We at OSI-CAN do not see PTSD or Post-Traumatic Stress Disorder as a Disorder, we see it as an Injury you can recover from. If you are suffering from the symptoms of an Occupational or Operational Stress Injury, then a PTSD or PTSI diagnosis is not required to get our help!


OSI-CAN is a named project of the Canadian Mental Health Association SK Division. OSI-CAN is a free confidential, community based peer support initiative for currently serving and former military members, first responders, public safety personnel and their families. For more information, visit osicansk.ca You can also contact us at 306-552-3801 or toll free 888-495-6068

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Updated: Jan 27, 2023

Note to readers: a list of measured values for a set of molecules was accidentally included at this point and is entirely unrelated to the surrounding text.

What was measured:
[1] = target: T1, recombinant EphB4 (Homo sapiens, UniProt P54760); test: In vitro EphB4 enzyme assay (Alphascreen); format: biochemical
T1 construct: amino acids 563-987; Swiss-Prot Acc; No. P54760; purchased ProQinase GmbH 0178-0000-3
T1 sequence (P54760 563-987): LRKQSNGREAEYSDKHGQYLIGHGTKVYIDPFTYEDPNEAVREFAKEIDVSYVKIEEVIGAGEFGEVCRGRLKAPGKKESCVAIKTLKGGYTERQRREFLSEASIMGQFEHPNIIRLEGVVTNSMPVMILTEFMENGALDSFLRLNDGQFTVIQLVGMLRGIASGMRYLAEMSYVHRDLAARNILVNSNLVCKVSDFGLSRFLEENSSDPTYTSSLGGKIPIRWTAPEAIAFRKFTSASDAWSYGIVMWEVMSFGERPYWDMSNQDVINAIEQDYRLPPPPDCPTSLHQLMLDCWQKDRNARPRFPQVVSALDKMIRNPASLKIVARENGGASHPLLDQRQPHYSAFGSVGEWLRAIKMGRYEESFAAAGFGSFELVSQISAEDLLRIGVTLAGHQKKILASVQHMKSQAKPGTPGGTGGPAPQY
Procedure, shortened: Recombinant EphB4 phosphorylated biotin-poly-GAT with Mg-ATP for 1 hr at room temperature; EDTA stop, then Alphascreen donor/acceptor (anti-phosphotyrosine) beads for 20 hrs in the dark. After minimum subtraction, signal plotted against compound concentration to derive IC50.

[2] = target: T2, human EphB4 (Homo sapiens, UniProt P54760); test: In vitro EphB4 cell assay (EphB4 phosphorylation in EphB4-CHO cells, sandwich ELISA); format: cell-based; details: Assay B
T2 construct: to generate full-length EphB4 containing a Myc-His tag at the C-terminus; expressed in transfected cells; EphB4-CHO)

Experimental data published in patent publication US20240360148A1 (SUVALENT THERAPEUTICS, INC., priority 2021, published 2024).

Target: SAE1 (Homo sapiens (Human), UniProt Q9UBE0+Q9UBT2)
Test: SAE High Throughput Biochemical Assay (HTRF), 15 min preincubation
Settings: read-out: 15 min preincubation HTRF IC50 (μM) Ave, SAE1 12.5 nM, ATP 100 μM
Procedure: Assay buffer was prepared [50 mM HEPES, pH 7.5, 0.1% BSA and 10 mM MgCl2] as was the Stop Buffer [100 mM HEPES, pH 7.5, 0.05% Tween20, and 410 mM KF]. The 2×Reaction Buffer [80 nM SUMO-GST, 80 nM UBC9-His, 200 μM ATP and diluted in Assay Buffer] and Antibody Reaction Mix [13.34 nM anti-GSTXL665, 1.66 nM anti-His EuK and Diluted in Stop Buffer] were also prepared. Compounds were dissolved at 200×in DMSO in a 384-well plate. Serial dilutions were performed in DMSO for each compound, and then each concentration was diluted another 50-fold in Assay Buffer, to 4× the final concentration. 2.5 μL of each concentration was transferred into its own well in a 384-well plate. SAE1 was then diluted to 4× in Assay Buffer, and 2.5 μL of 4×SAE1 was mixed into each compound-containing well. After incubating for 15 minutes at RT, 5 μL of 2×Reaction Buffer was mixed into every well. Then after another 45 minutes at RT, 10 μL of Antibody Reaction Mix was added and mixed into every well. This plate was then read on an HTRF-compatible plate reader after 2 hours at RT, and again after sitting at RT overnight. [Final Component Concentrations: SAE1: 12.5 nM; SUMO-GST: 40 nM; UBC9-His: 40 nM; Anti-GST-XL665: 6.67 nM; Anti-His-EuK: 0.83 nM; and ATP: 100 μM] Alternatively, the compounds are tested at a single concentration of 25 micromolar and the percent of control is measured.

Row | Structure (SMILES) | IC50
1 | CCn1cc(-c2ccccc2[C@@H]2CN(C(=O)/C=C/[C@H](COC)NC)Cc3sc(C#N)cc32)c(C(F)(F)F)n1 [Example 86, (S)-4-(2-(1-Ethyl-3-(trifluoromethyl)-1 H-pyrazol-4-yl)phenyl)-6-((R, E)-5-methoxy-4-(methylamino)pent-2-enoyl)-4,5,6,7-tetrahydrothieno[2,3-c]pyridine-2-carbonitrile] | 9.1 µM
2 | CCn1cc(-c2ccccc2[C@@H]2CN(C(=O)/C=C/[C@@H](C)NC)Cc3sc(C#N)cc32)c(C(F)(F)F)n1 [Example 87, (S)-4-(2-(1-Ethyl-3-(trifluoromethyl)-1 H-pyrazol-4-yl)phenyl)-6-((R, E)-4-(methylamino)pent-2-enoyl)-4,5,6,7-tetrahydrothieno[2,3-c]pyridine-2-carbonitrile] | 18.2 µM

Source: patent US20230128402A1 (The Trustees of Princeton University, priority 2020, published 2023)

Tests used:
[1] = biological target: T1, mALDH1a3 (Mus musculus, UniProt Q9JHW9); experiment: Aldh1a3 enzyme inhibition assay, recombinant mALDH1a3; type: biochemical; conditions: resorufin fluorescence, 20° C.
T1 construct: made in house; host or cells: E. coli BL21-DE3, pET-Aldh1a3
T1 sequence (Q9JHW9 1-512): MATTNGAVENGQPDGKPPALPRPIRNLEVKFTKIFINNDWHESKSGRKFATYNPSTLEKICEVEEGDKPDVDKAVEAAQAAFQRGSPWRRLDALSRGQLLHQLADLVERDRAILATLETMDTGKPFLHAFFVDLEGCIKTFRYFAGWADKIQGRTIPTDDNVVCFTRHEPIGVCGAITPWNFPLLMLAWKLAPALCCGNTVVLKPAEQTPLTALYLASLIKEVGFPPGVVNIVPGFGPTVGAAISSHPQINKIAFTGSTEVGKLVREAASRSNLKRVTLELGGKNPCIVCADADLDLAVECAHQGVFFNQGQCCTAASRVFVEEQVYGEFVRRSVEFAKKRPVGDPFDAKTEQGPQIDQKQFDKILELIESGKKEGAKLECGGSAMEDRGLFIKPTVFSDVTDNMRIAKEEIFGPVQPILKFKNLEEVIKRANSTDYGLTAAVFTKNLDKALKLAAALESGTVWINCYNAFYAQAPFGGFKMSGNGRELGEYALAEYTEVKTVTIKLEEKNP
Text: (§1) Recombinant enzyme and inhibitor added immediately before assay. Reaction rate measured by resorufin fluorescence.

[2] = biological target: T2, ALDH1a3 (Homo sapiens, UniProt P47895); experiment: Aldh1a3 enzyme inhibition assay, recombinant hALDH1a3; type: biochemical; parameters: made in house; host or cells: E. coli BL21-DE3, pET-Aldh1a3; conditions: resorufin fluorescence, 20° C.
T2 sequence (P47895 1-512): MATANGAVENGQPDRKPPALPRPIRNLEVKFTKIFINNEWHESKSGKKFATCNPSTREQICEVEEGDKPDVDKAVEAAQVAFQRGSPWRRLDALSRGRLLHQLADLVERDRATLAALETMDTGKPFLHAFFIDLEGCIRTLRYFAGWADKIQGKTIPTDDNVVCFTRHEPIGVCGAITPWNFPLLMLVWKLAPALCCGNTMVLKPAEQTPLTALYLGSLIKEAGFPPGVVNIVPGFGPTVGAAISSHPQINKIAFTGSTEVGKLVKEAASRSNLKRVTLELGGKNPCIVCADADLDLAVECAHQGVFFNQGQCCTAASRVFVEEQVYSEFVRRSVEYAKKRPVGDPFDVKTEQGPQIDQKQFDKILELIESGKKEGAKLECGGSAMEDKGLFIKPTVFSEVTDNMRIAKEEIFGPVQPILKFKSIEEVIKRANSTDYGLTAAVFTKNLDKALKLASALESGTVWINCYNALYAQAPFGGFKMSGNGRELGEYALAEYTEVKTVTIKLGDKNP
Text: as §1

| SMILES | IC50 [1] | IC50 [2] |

Build your knowledge of PTSD Have you heard that knowledge is power? It is, but only if you know how to apply it. Understanding more about post traumatic stress disorder will help you support your partner. You will have more empathy when their PTSD symptoms are triggered. And you will be better positioned to live in the moment together. Reach out for your own support Psychological trauma therapy is vital to successful ongoing management of PTSD. We know it helps the outcomes for both PTSD and PTSD relationships. However caregiver burden is common in PTSD relationships. And the supporter almost always benefits from having their own professional support too. Learn how to be supportive without enabling Everyone only wants the best for their loved one with PTSD. We hope that love will conquer all. But unfortunately love isn’t all it takes. And sometimes our love can lead us blindly into the vicious cycle of enabling. It’s so important to know the difference between supporting and enabling for the best balance in PTSD relationships. Set some healthy boundaries Creating boundaries might seem like a selfish thing to do. But without them, you’ll soon find yourself feeling angry, resentful or exhausted. Healthy boundaries are all about choosing to live according to your own core values. They are not about restricting or punishing your loved one. Make regular self-care a priority Caregivers are so accustomed to directing all their energy and attention towards their loved one, they often forget to look out for themselves. Self-care is about reserving some of that love and compassion for yourself. Allowing regular time for self-care not only restores your peace of mind, but keeps you healthy too. Connect with others in PTSD relationships Talking with other people on a similar journey can be very comforting. When you find and connect with others who truly get it, the relief and encouragement you gain is very valuable. You could find local support groups for PTSD partners, or search for communities online.